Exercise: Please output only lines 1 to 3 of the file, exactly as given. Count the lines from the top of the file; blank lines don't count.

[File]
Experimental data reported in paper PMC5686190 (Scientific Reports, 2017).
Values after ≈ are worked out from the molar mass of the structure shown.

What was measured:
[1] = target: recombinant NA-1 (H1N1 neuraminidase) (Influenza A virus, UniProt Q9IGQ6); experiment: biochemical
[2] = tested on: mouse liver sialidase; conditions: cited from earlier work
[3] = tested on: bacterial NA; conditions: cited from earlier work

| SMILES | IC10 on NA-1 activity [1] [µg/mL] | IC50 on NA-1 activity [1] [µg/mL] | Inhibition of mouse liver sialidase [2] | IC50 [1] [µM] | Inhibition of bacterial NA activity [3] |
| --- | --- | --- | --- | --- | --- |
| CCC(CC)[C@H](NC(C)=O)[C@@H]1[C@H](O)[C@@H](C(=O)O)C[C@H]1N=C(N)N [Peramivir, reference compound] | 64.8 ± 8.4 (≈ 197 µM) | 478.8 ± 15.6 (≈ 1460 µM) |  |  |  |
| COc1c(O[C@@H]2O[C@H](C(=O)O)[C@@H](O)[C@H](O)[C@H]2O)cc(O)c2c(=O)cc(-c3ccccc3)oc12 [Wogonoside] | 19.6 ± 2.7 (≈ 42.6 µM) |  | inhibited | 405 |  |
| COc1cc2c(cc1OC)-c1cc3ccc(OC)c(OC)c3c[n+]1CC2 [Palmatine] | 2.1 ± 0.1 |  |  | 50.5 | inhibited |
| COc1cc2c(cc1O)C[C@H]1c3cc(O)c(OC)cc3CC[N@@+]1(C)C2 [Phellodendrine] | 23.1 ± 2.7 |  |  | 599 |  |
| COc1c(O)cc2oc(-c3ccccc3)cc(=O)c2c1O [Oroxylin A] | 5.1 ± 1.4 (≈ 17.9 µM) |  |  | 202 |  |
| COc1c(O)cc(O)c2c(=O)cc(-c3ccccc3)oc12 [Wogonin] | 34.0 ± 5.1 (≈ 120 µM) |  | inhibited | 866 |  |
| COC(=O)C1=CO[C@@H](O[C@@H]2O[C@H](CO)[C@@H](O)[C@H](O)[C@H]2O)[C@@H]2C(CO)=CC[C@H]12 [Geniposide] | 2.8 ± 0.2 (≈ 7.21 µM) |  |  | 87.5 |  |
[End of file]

Experimental data reported in paper PMC5686190 (Scientific Reports, 2017).
Values after ≈ are worked out from the molar mass of the structure shown.

What was measured: